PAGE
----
• James Gray

The Social Impact Bond

The Social Impact Bond is the brainchild of Social Finance, a non-profit organisation. Unlike a traditional bond, the SIB connects private capital with government policy interventions, with the promise of a return for investors provided there is measurable success of the intervention.

The SIB model was first used in 2010 to fund a preventative programme targeting reoffending rates of former inmates of HMP Peterborough. (see below, RAND Diagram)

The programme targeted two cohorts of 1000 male inmates, all of whom completed a sentence of less than 12 months during the trial period. They were given the option of receiving support from a newly created umbrella organisation, One Service, for a period of 12 months after their release. Under this banner, service providers like Mind and John Laing Training, provided specialist support alongside pre-existing local partners including the local authority and the Jobcentre.

The SIB was commissioned by the Ministry of Justice, and £5m in investment came from a host of foundations and trusts, including the Rockefeller Foundation and The Henry Smith Charity. The conditions for a return on their investment were two-fold. They would receive an ‘outcome payment’ equivalent to 3% per annum if one of the cohorts saw a reduction in reoffending of 10% and/or both of the cohorts saw a reduction of at least 7.5%

In terms of measurement, the Government commissioned RAND Europe to carry out an impact evaluation of the pilot. Their research found that the first cohort saw a 8.4% reduction in reoffending, and the second cohort saw an 9.7% reduction in reoffending. The reports highlight the positive effects of the new model. One Service was described as a ‘strong and constructive’ partner by HMP Peterborough and other stakeholders reported several innovations resulting from the use of the SIB model such as funding flexibility and integration of information between service providers. However, the report does stress that there is no compelling reason to believe that this innovation could only be achieved with the SIB model.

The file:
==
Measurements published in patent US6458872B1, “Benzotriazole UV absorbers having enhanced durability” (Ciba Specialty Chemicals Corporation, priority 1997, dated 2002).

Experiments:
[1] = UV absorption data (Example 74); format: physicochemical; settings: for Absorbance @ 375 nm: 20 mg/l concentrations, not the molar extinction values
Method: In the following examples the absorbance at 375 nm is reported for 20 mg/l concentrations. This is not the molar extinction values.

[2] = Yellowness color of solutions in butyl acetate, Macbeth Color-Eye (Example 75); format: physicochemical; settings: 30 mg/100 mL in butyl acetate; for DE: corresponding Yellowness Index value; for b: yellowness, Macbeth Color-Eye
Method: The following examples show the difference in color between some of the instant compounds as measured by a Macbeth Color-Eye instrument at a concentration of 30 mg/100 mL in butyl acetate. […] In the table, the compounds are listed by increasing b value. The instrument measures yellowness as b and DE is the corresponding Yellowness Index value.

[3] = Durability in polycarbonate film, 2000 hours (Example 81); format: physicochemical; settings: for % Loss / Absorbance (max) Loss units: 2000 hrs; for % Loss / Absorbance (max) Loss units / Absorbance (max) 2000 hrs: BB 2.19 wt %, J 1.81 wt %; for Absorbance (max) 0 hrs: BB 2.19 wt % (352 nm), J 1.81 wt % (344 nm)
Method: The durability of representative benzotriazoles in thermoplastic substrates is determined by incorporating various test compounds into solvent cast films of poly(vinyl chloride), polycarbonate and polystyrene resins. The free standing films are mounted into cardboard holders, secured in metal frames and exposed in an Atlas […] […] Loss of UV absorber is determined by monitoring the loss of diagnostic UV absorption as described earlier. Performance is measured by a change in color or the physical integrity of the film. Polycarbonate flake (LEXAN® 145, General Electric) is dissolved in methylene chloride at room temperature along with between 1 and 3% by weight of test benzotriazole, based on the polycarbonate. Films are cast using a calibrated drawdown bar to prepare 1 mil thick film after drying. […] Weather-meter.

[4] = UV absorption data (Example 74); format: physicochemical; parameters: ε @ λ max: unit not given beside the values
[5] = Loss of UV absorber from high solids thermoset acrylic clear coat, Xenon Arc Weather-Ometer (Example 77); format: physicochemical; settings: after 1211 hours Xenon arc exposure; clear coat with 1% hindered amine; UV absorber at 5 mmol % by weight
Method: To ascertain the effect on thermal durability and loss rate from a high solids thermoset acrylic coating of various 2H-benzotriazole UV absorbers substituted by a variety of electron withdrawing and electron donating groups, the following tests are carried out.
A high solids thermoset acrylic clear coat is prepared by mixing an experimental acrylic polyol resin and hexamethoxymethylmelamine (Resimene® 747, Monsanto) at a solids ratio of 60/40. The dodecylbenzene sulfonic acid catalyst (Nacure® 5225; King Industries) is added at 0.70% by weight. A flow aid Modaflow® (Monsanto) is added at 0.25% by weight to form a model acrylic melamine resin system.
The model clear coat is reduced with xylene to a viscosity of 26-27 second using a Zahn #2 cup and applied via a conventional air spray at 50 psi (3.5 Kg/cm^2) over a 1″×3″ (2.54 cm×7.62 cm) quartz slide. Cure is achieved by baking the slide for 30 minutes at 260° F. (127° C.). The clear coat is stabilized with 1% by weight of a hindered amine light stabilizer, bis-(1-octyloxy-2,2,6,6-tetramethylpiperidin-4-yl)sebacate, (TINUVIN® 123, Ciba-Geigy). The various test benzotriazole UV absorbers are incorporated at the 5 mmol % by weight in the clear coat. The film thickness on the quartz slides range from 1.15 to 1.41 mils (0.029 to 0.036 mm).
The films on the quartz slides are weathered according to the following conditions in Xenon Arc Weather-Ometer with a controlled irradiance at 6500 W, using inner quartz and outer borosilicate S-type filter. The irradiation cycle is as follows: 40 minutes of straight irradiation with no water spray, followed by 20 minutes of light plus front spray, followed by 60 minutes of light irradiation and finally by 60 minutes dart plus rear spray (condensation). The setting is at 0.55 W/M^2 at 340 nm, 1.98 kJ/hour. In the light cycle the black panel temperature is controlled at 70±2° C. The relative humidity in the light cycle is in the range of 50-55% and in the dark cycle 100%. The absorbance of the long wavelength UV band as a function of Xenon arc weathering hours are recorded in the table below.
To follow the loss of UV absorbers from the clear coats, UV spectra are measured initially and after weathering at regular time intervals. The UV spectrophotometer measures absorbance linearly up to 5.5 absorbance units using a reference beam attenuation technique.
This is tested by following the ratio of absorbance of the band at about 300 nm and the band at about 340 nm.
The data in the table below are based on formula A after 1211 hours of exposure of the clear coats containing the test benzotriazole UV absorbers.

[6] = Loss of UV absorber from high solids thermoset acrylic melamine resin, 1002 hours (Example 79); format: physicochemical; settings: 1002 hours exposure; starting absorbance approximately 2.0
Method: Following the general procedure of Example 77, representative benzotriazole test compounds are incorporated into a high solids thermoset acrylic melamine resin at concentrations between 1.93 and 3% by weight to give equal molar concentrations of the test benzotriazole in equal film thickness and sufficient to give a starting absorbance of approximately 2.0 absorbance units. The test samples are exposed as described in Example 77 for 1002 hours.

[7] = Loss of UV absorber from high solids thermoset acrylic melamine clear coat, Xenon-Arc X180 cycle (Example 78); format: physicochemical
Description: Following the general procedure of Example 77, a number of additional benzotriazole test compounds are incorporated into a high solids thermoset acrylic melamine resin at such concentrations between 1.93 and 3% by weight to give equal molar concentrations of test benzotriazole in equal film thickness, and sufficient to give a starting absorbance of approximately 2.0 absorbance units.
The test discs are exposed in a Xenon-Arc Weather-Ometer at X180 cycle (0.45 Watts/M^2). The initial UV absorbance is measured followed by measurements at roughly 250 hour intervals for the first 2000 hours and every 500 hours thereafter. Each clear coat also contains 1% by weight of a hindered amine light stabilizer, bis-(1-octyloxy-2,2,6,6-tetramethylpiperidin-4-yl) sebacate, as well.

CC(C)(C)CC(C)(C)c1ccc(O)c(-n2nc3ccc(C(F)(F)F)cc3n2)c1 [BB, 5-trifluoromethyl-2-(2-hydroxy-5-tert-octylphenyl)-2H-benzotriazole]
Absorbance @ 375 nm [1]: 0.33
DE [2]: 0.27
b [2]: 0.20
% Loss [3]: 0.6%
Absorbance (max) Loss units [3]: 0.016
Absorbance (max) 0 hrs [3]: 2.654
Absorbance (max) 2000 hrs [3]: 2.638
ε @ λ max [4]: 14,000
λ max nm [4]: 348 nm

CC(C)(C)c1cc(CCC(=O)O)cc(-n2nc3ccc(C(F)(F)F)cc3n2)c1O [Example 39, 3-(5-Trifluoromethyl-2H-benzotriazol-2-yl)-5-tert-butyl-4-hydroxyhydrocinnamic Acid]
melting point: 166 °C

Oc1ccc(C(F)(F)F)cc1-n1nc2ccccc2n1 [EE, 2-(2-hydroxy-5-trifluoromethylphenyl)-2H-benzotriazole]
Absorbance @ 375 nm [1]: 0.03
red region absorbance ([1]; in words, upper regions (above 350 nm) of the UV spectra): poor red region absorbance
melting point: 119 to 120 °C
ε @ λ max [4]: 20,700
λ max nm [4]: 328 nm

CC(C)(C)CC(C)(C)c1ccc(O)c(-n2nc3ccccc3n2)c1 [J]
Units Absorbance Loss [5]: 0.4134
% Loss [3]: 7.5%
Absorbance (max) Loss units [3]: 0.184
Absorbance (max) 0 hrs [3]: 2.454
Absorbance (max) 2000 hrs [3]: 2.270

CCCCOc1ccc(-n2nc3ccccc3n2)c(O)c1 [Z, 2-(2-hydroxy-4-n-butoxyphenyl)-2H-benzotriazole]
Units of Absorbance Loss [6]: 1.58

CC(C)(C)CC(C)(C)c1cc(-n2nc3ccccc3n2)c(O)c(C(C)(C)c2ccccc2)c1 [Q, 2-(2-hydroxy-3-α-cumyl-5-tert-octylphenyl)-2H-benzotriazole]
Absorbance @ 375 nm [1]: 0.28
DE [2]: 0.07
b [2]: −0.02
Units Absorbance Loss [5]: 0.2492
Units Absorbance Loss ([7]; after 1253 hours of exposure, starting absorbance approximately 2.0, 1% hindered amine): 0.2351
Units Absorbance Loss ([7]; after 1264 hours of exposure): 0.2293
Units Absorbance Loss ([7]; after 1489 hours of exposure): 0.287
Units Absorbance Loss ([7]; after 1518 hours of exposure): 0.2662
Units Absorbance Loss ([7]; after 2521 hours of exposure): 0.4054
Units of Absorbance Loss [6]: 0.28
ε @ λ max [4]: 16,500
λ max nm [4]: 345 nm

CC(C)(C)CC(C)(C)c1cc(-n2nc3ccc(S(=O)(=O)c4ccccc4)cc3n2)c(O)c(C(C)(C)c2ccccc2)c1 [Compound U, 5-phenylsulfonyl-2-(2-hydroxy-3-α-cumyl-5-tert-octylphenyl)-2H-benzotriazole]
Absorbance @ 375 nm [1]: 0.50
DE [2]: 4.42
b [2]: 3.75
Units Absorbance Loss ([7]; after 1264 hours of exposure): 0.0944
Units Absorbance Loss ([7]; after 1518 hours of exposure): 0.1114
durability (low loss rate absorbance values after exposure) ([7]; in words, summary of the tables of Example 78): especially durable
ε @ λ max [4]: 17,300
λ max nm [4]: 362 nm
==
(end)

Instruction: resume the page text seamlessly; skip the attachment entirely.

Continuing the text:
Despite ambiguity about whether it is the SIB that improves policy, from its beginnings in 2010, more than 100 projects globally are funded by an SIB. However, the Financial Times reports that as of January this year, only 10 of those 100 projects had repaid their investors with a return on investment, although it is worth bearing in mind that this may be due to the lengths of the projects, with investor pay-outs being years away. This ambiguity may concern potential future investors. Another cause for concern is also the ability of government to cut short a program in response to a policy change. For example, the Peterborough SIB was cut from 2 cohorts to 3 in 2014. Although it is certainly necessary for governments to retain control over their policy, this hints at misalignment between private investors’ and government incentives. Investors want their bond to mature and deliver a return, but government must reserve the right to change its policy.

Some have concerns about whether philanthropy should be blended with investment. In a recent FT article, Akinchan Jain, a senior financial officer at the World Bank questioned the broader implications of turning philanthropists into investors, adding “some people will question the alignment of the incentives”.

Objections aside, there is a strong case that the SIB allows government to trial new and innovative policy programs without risking their budget - something that is especially important in an age of fiscal tightening. However, whether this advantage is enough to justify the cost involved in additional bureaucracy and paying out to investors is another question. This, and the question of the long-term future of the SIB model, will be better answered as more projects mature.